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Though i know that ,Generics is used to make our code more generalized and flexible .

But what does cast iron guarantee in generics and what it guarantees ?

EDIT : As this question is been asked from me in interview, so later I search on web too but only find one cast iron community but nothing related to such guarantee.

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Is it just me, or is this a bit of BS to throw at an interviewee? "Cast iron guarantee" isn't in the JLS (put aside that it's probably stupid to expect an interviewee to quote JLS from memory), so this really boils down to "is your subjective/arbitrary definition of this term the same as mine?" I guess in this case it's "did you happen to read the same book I did, and memorize its terminology?" but that's hardly better. – yshavit Sep 2 '13 at 6:43

6 Answers 6

up vote 8 down vote accepted

The cast-iron guarantee says that, during the type erasure, the typecasts inserted by the compiler for generics are guaranteed to never fail, given that there were no unchecked warnings during compilation.

It basically means that the required type casts that the compiler inserts during the compilation of Generics will never cause a ClassCastException at run time, provided that there were no unchecked warnings during compilation.

More literally -

Cast-iron guarantee: the implicit casts added by the compilation of generics never fail.

taken from Java Generics and Collections.

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"provided that there were no unchecked warnings during compilation." And provided that the classes you are using that were compiled by other people (including those from the Java standard library) did not have unchecked warnings. – newacct Sep 2 '13 at 23:06

From the book "Java Generics and Collections":

Cast-iron guarantee: the implicit casts added by the compilation of generics never fail

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The guarantee is that the compiler will ensure that all generic objects are of the specified concrete.

In practice, it means you will never get a ClassCastException when dealing with generics.

Without generics, unsafe explicit casts would be required. With generics, implicit safe casts are made.

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The other questions explain what this means. I just want to point out that there are a couple of exceptions to the so-called "cast-iron" guarantee:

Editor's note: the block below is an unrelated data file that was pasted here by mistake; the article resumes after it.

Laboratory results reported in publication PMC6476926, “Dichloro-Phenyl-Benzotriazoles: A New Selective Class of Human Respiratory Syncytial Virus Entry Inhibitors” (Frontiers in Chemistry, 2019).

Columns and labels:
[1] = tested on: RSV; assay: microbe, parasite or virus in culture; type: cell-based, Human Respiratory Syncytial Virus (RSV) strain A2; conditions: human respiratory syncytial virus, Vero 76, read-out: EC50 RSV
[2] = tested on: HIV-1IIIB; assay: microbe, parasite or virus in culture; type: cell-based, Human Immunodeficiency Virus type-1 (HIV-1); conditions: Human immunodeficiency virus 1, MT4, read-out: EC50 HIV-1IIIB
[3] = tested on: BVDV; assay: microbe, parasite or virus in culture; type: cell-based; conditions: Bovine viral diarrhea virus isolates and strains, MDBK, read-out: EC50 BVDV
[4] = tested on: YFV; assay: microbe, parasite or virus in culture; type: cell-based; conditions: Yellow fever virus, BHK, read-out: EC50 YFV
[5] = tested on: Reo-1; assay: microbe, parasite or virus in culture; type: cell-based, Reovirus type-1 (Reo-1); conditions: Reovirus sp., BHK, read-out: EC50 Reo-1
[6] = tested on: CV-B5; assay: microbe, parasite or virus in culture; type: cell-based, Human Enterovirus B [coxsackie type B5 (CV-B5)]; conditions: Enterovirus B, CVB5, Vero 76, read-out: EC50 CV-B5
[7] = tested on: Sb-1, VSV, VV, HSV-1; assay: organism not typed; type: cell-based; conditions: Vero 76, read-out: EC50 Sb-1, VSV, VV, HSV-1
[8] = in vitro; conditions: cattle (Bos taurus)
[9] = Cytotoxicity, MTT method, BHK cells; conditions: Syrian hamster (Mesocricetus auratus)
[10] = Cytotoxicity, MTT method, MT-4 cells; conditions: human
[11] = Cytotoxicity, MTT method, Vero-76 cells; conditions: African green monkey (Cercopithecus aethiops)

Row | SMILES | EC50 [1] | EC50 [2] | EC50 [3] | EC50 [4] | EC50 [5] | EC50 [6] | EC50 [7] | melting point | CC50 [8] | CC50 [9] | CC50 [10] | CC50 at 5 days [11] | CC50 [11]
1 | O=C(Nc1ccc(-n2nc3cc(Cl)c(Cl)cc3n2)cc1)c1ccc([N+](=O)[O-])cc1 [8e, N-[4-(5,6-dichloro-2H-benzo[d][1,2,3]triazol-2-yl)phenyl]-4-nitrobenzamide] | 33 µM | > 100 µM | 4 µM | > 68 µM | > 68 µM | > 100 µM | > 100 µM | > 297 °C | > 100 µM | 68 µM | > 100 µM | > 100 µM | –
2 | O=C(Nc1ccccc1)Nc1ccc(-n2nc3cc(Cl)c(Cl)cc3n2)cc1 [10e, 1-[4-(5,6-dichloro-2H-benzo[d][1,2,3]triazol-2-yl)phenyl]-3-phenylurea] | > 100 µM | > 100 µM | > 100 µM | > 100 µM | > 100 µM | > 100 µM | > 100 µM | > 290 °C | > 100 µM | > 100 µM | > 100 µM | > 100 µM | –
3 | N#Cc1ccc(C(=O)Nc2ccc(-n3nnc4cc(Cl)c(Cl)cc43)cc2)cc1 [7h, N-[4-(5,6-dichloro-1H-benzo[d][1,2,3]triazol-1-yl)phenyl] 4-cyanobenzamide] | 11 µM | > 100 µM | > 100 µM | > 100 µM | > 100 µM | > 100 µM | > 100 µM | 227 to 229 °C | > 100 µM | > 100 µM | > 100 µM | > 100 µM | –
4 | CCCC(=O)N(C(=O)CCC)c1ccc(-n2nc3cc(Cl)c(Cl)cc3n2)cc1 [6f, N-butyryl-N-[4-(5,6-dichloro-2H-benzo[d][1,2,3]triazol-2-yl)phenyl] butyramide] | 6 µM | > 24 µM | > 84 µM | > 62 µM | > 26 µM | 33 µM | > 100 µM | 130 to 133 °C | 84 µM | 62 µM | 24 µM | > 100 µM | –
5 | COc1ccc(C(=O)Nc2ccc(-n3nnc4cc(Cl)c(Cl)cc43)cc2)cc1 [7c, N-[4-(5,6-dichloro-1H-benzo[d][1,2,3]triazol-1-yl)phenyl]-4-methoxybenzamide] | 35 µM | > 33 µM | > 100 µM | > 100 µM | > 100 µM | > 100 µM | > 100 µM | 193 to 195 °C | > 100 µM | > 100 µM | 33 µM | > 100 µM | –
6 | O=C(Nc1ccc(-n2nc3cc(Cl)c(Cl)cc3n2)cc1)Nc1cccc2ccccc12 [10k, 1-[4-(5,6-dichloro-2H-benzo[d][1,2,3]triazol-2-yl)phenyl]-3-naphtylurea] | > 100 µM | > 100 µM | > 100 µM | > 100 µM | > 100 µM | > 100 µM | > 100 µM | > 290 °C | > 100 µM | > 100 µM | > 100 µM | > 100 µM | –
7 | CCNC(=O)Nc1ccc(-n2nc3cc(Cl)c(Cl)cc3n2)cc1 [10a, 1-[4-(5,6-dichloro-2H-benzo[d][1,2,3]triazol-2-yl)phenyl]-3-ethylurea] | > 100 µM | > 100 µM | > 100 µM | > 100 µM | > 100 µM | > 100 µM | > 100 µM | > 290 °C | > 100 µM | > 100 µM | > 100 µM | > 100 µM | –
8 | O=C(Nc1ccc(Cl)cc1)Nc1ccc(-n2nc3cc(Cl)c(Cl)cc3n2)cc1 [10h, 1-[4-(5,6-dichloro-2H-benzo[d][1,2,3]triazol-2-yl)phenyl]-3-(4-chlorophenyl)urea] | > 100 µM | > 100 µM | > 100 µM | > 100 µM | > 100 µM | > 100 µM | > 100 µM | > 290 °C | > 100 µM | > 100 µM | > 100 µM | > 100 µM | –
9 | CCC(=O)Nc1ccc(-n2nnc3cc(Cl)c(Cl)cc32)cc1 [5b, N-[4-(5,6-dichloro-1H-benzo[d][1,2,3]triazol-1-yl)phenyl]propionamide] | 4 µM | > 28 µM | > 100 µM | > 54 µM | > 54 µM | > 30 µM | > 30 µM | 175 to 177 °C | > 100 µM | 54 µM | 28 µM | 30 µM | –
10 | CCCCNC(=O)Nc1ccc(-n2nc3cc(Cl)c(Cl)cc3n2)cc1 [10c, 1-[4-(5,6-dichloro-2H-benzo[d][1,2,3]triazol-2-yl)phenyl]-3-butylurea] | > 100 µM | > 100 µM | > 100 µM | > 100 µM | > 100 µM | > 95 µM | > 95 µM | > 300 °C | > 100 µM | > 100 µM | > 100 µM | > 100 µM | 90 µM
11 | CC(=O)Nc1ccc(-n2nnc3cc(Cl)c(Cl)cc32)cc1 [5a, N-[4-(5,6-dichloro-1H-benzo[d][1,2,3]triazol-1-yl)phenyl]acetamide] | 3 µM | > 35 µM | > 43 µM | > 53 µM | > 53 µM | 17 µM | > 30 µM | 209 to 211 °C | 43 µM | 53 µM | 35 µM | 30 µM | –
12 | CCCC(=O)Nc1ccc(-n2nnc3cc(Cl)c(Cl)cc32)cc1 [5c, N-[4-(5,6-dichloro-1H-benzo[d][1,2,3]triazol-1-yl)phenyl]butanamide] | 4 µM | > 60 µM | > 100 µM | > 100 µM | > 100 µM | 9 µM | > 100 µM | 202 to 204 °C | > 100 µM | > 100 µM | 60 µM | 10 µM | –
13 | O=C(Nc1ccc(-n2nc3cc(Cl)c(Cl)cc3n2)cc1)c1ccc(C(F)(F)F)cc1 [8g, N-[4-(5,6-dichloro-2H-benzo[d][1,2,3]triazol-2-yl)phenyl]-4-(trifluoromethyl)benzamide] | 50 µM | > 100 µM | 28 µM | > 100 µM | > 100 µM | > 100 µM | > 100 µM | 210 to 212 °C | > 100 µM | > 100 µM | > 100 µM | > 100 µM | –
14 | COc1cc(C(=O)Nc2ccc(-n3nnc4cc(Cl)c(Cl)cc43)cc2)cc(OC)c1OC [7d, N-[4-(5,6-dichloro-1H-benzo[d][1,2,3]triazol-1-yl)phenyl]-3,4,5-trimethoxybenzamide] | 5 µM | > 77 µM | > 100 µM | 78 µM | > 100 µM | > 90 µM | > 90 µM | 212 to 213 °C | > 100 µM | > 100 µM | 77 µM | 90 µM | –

• If your code contains statements that do unsafe conversions, etcetera (whether you see the messages, or whether you suppress them), then that may cause heap pollution.

  • If your code uses reflection to perform operations on generic objects, then that may cause heap pollution.

In either case, this heap pollution can give rise to ClassCastExceptions.

Note that the phrase "cast-iron guarantee" does not appear in any Oracle documentation. It seems to be the invention of a popular textbook ...

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@Prateek ... indeed. Updated. – Stephen C Sep 2 '13 at 7:39

A cast iron guarantee is something that you can completely trust / rely on. What is curious about your question is that Java generics do not provide a cast iron guarantee of type safety. Just a conditional one.

So, you need to indicate where did you find the expression to understand the context.

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- Generics can be implemented on variables, classes , methods but it was specially designed to type safe the collections.

- When Generics were not introduced, the object of any specific type would go inside the collection and would come out as Object type.


ArrayList arr = new ArrayList();
arr.(new Dog);

Dog d = (Dog) arr.get(0); // Explicit cast is required to get the specific type of object

- With the introduction of Generics, we became sure that when a specific type goes into the collection it comes out as that same specific type.

ArrayList arr = new ArrayList();
arr.(new Dog);

Dog d = arr.get(0); // No casting required.

- Cast iron guarantee means, that all the generic type will be of same specific type.

- Using generics will ensure that there will be no type casting exception during runtime, as this casting issue is handled at compilation time itself.

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